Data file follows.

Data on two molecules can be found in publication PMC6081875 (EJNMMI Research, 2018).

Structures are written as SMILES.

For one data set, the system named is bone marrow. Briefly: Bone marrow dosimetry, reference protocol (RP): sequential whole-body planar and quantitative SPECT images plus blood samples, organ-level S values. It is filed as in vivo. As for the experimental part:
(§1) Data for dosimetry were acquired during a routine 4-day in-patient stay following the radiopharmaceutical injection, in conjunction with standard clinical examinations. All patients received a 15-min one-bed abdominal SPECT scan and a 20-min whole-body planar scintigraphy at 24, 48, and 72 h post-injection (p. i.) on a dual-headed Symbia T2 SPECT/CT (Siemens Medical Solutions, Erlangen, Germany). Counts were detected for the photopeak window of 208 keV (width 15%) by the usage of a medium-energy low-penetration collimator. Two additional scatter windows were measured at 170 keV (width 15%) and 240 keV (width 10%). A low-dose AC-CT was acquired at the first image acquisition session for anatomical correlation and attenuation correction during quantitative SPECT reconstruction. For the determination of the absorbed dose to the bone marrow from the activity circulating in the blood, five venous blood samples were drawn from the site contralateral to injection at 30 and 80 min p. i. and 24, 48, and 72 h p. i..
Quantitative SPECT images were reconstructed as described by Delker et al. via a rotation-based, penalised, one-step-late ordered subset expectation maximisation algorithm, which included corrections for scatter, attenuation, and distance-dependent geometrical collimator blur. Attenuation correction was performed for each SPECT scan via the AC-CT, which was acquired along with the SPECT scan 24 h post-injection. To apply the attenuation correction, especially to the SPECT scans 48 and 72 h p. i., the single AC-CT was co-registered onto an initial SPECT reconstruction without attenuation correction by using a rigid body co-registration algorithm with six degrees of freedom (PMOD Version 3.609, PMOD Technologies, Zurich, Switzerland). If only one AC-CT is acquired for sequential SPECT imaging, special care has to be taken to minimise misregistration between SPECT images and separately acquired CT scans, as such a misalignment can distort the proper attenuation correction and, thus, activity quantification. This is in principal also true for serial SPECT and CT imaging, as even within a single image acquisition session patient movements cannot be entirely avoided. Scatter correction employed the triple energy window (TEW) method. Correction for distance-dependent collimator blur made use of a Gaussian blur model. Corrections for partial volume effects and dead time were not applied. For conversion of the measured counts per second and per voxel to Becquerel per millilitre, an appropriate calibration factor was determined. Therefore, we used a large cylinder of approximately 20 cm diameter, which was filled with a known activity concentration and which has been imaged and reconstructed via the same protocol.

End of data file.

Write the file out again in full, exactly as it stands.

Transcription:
Data on two molecules can be found in publication PMC6081875 (EJNMMI Research, 2018).

Structures are written as SMILES.

For one data set, the system named is bone marrow. Briefly: Bone marrow dosimetry, reference protocol (RP): sequential whole-body planar and quantitative SPECT images plus blood samples, organ-level S values. It is filed as in vivo. As for the experimental part:
(§1) Data for dosimetry were acquired during a routine 4-day in-patient stay following the radiopharmaceutical injection, in conjunction with standard clinical examinations. All patients received a 15-min one-bed abdominal SPECT scan and a 20-min whole-body planar scintigraphy at 24, 48, and 72 h post-injection (p. i.) on a dual-headed Symbia T2 SPECT/CT (Siemens Medical Solutions, Erlangen, Germany). Counts were detected for the photopeak window of 208 keV (width 15%) by the usage of a medium-energy low-penetration collimator. Two additional scatter windows were measured at 170 keV (width 15%) and 240 keV (width 10%). A low-dose AC-CT was acquired at the first image acquisition session for anatomical correlation and attenuation correction during quantitative SPECT reconstruction. For the determination of the absorbed dose to the bone marrow from the activity circulating in the blood, five venous blood samples were drawn from the site contralateral to injection at 30 and 80 min p. i. and 24, 48, and 72 h p. i..
Quantitative SPECT images were reconstructed as described by Delker et al. via a rotation-based, penalised, one-step-late ordered subset expectation maximisation algorithm, which included corrections for scatter, attenuation, and distance-dependent geometrical collimator blur. Attenuation correction was performed for each SPECT scan via the AC-CT, which was acquired along with the SPECT scan 24 h post-injection. To apply the attenuation correction, especially to the SPECT scans 48 and 72 h p. i., the single AC-CT was co-registered onto an initial SPECT reconstruction without attenuation correction by using a rigid body co-registration algorithm with six degrees of freedom (PMOD Version 3.609, PMOD Technologies, Zurich, Switzerland). If only one AC-CT is acquired for sequential SPECT imaging, special care has to be taken to minimise misregistration between SPECT images and separately acquired CT scans, as such a misalignment can distort the proper attenuation correction and, thus, activity quantification. This is in principal also true for serial SPECT and CT imaging, as even within a single image acquisition session patient movements cannot be entirely avoided. Scatter correction employed the triple energy window (TEW) method. Correction for distance-dependent collimator blur made use of a Gaussian blur model. Corrections for partial volume effects and dead time were not applied. For conversion of the measured counts per second and per voxel to Becquerel per millilitre, an appropriate calibration factor was determined. Therefore, we used a large cylinder of approximately 20 cm diameter, which was filled with a known activity concentration and which has been imaged and reconstructed via the same protocol.